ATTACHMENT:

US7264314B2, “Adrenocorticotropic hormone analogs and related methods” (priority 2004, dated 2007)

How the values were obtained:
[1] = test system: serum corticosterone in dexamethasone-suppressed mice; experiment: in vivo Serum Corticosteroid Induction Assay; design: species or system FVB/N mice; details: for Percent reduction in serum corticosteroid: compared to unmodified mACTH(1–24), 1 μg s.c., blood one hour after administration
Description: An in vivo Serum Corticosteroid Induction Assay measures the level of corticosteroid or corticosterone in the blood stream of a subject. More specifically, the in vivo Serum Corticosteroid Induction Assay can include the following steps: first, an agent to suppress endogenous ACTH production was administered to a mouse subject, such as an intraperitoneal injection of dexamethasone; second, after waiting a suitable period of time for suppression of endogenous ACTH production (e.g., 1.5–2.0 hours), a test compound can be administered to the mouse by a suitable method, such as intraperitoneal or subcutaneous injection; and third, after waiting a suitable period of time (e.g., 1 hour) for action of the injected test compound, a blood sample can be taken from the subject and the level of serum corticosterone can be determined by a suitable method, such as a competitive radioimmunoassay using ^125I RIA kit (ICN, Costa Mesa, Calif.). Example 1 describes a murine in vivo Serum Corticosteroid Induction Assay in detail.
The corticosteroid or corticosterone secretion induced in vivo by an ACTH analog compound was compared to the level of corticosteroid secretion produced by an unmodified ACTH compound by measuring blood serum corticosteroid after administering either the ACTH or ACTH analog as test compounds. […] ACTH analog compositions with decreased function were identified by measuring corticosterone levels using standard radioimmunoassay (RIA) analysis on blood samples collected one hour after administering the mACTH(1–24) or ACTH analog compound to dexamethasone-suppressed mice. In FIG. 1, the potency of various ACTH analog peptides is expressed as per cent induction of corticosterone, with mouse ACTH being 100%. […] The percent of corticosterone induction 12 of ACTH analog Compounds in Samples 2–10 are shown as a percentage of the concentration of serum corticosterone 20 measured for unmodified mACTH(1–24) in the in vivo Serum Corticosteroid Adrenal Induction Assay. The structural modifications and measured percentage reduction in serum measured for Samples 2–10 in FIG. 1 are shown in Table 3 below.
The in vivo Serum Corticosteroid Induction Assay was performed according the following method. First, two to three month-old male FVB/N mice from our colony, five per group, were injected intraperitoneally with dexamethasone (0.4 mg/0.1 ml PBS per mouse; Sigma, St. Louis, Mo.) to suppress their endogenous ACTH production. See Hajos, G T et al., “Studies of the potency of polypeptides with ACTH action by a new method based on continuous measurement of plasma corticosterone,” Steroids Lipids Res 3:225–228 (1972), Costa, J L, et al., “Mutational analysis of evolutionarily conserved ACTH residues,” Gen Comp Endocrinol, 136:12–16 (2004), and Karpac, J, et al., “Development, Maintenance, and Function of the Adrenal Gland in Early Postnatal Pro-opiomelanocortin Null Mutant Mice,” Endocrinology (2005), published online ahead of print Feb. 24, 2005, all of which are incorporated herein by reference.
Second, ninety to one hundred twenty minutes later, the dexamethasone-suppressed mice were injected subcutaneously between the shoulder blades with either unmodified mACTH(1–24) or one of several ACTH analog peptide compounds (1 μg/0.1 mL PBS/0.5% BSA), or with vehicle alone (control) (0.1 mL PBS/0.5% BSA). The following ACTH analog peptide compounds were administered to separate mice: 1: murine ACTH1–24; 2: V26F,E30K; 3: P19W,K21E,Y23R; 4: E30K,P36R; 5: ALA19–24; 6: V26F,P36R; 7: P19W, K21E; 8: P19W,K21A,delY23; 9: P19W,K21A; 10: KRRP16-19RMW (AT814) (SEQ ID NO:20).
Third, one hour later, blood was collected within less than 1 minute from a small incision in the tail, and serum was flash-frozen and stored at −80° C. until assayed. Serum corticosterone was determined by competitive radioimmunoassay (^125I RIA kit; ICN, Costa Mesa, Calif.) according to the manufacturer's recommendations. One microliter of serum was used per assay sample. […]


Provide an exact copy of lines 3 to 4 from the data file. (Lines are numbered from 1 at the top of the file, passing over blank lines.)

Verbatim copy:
[1] = test system: serum corticosterone in dexamethasone-suppressed mice; experiment: in vivo Serum Corticosteroid Induction Assay; design: species or system FVB/N mice; details: for Percent reduction in serum corticosteroid: compared to unmodified mACTH(1–24), 1 μg s.c., blood one hour after administration
Description: An in vivo Serum Corticosteroid Induction Assay measures the level of corticosteroid or corticosterone in the blood stream of a subject. More specifically, the in vivo Serum Corticosteroid Induction Assay can include the following steps: first, an agent to suppress endogenous ACTH production was administered to a mouse subject, such as an intraperitoneal injection of dexamethasone; second, after waiting a suitable period of time for suppression of endogenous ACTH production (e.g., 1.5–2.0 hours), a test compound can be administered to the mouse by a suitable method, such as intraperitoneal or subcutaneous injection; and third, after waiting a suitable period of time (e.g., 1 hour) for action of the injected test compound, a blood sample can be taken from the subject and the level of serum corticosterone can be determined by a suitable method, such as a competitive radioimmunoassay using ^125I RIA kit (ICN, Costa Mesa, Calif.). Example 1 describes a murine in vivo Serum Corticosteroid Induction Assay in detail.